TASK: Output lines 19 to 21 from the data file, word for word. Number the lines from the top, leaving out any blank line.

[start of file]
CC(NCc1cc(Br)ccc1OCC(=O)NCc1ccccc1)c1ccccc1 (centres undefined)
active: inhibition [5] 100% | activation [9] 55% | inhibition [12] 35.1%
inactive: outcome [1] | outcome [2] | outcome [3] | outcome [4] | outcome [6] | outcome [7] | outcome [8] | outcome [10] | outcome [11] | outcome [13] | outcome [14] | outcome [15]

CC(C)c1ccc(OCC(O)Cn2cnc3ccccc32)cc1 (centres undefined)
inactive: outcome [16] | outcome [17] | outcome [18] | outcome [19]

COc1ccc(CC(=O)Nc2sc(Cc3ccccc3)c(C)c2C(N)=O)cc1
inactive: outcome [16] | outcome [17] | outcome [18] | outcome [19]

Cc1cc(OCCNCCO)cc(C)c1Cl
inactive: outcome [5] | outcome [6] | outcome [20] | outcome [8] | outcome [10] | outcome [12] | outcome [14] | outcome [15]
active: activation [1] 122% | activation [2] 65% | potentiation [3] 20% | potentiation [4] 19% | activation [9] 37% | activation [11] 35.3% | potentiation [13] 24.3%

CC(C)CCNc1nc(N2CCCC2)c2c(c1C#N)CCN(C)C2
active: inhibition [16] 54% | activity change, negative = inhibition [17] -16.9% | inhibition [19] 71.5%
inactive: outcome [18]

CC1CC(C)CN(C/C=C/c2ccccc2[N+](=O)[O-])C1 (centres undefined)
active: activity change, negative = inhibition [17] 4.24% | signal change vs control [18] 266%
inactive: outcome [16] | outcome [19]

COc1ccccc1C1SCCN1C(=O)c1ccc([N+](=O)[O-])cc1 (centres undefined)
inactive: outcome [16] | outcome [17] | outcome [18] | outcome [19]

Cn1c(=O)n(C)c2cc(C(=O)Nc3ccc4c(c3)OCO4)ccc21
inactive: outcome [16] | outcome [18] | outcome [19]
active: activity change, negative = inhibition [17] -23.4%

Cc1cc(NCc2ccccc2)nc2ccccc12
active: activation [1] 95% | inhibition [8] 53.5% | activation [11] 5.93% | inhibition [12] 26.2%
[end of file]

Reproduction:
Cn1c(=O)n(C)c2cc(C(=O)Nc3ccc4c(c3)OCO4)ccc21
inactive: outcome [16] | outcome [18] | outcome [19]
active: activity change, negative = inhibition [17] -23.4%